These guidelines provide cities with strategic approaches for building dynamic and sustainable learning cities. They contain a set of actionable recommendations that can be referred to at every stage of the process of becoming a learning city. The documents are available for download in Arabic, Chinese, English, French, Russian and Spanish.
The Mexico City Statement on Sustainable Learning Cities outlines the role of learning cities in achieving the 2030 Agenda for Sustainable Development and defines strategic directions and action points for building sustainable learning cities.
The 3 × 3 × 3 × 3 Youth Statement on Learning Cities outlines the ways in which young people should be involved in building learning cities. The Statement comprises three calls for action directed at UNESCO, three expressions of encouragement directed at local and national governments, and three commitments from youth to contribute to the building of learning cities.
The UNESCO GNLC’s Guiding Documents explain the concept and describe the role of learning cities in sustainable development. These learning cities’ documents consist of the Beijing Declaration on Building Learning Cities and the Key Features of Learning Cities, which were adopted at the 1st International Conference on Learning Cities in 2013. The Beijing Declaration, outlines the role of lifelong learning in promoting inclusion, prosperity and sustainability in cities and makes a commitment to twelve actions for developing learning cities. The Key Features of Learning Cities provides an overall framework of key features of learning cities and a comprehensive checklist of action points to enhance and measure the progress of learning cities. The Guiding Documents are available for download in Arabic, Chinese, English, French, Russian and Spanish.
The UNESCO Guidelines for the Recognition, Validation and Accreditation of the Outcomes of Non-formal and Informal Learning were developed to facilitate recognition, validation and accreditation (RVA) of all learning outcomes, particularly those of non-formal and informal learning. UNESCO Member States also committed themselves to establishing recognition frameworks to develop and improve RVA principles and mechanisms.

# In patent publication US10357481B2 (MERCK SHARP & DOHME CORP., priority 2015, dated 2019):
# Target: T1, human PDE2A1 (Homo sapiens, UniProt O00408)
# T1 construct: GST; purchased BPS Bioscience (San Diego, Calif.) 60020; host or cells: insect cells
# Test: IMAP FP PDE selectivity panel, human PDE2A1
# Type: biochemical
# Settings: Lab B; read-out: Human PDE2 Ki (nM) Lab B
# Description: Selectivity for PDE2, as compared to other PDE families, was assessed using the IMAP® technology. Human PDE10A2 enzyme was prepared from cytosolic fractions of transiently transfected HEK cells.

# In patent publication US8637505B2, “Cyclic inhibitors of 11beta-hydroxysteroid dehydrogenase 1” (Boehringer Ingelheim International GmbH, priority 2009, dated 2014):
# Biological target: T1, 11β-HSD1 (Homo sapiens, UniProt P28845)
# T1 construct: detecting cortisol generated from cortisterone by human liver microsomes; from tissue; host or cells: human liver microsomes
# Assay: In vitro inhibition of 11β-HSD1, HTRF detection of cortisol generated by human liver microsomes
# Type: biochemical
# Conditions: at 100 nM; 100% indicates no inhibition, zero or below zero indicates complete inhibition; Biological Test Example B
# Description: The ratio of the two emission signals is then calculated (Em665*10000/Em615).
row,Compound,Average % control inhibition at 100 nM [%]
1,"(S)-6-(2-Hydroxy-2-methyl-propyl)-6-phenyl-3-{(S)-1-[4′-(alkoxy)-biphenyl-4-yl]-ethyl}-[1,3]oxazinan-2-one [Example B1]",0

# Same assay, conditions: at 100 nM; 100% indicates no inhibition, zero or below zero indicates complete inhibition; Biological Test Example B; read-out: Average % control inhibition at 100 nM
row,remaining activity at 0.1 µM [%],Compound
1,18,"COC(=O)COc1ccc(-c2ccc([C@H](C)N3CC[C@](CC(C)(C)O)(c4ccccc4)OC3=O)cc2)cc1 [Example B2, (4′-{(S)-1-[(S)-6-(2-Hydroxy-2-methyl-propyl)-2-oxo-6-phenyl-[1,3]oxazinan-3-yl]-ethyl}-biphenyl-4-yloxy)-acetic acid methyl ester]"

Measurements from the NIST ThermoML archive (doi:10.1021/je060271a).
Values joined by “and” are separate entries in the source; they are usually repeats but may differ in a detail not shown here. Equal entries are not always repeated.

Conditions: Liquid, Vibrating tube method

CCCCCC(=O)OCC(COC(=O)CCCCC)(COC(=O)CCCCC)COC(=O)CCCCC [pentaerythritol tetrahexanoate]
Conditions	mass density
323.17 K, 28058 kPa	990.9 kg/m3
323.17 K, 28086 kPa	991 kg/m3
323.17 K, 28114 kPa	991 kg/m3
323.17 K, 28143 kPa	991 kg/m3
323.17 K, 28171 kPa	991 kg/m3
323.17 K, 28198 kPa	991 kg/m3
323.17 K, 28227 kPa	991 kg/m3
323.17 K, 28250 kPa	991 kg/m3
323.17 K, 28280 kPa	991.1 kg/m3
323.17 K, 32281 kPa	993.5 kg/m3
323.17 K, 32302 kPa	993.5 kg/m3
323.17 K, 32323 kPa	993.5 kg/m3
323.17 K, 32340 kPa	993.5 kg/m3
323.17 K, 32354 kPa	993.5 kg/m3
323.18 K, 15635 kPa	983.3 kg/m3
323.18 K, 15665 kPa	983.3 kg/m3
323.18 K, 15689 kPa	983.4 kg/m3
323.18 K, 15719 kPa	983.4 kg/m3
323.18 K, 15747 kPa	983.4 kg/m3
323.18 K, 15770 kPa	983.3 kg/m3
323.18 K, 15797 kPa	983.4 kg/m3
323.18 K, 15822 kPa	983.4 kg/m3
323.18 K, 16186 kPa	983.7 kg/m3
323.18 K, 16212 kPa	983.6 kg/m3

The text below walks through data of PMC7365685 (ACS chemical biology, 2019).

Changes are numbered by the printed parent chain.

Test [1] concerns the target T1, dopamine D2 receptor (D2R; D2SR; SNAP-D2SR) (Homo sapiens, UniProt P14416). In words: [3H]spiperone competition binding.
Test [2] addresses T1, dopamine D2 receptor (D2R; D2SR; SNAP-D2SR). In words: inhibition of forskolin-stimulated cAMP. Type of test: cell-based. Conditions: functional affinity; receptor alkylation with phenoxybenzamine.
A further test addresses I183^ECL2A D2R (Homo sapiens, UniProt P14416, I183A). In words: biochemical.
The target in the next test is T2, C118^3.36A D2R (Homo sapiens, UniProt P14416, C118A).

The UNESCO Guidelines define the key areas of action at national level in terms of:
developing RVA systems that are accessible to all;
making RVA integral to education and training systems;
creating a coordinated national structure involving all stakeholders;
strengthening the capacities of RVA personnel;
designing sustainable funding mechanisms.
These core principles and action areas provide a template to identify the critical factors in the implementation of the UNESCO Guidelines, as well as obstacles and difficulties that need to be addressed to ensure RVA is successful. They also present a strategic direction for public policy planning with regard to RVA.
The purpose of this guide is to affirm the policy stance that multilingual and multicultural education should be chosen as the general education system in African countries, with a view to the transformation of African societies. The aim of this transformation, in tur, is to reduce poverty through sustainable development based on African languages and cultures. For this reason, it should be pursed through the programs of existing institutions, whose capacity needs to be strengthened accordingly. Such an education system not only offers equality of opportunity and success to all children, it raises the quality of the education provided because the learner’s own language is used as the medium of instruction, with the opportunity of learning other national and foreign languages. It also releases people’s creativity and strengthens social cohesion. In employing African languages, the education system helps to consolidate the decentralization policies adopted by some countries.
This statement grew out of a need recognised by adult and higher educators, scholars and specialists in the area of adult and lifelong learning to build on previous work focusing on transforming institutions of higher education into institutions of lifelong learning.
It continues the work begun at the Fifth International Conference on Adult Education in Hamburg, Germany, 1997, continued at the University of Mumbai, India in 1998, and the UNESCO World Conference on Higher Education in Paris in 1998.
It was developed at the conference on Lifelong Learning, Higher Education and Active Citizenship from the 10 - 12 October 2000 in Cape Town which was co-hosted by University of Western Cape, UNESCO Institute for Education and the Adult Education Research Group of the Danish National University of Education.
The philosophy of learning throughout life is anything but modern. Ancient societies all over the world have emphasized the need to learn from the cradle to the grave. Today in the 21st century, we find ourselves anew amidst the loud voices proclaiming the importance of lifelong learning. What is clear is that the context of lifelong learning has changed and the utopian and generous vision hitherto characterizing lifelong learning has now become a necessary guiding and organizing principle of education reforms. It is recognized today as an indispensable tool to enable education to face its multiple current and emerging challenges.